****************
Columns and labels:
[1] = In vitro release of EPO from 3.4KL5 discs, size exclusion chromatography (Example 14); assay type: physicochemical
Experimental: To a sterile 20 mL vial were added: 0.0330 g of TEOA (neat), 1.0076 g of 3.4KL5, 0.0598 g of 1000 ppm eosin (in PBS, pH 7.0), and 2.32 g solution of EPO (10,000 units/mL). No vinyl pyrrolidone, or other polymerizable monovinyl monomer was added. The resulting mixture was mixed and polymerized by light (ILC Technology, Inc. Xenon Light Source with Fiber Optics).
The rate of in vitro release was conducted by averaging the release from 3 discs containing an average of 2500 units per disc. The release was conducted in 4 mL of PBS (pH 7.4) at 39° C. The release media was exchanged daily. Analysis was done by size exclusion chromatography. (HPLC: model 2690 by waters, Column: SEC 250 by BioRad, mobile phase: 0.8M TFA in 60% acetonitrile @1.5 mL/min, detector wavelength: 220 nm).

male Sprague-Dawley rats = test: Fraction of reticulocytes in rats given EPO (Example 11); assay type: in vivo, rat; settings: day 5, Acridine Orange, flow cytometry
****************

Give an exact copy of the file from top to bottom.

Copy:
Columns and labels:
[1] = In vitro release of EPO from 3.4KL5 discs, size exclusion chromatography (Example 14); assay type: physicochemical
Experimental: To a sterile 20 mL vial were added: 0.0330 g of TEOA (neat), 1.0076 g of 3.4KL5, 0.0598 g of 1000 ppm eosin (in PBS, pH 7.0), and 2.32 g solution of EPO (10,000 units/mL). No vinyl pyrrolidone, or other polymerizable monovinyl monomer was added. The resulting mixture was mixed and polymerized by light (ILC Technology, Inc. Xenon Light Source with Fiber Optics).
The rate of in vitro release was conducted by averaging the release from 3 discs containing an average of 2500 units per disc. The release was conducted in 4 mL of PBS (pH 7.4) at 39° C. The release media was exchanged daily. Analysis was done by size exclusion chromatography. (HPLC: model 2690 by waters, Column: SEC 250 by BioRad, mobile phase: 0.8M TFA in 60% acetonitrile @1.5 mL/min, detector wavelength: 220 nm).

male Sprague-Dawley rats = test: Fraction of reticulocytes in rats given EPO (Example 11); assay type: in vivo, rat; settings: day 5, Acridine Orange, flow cytometry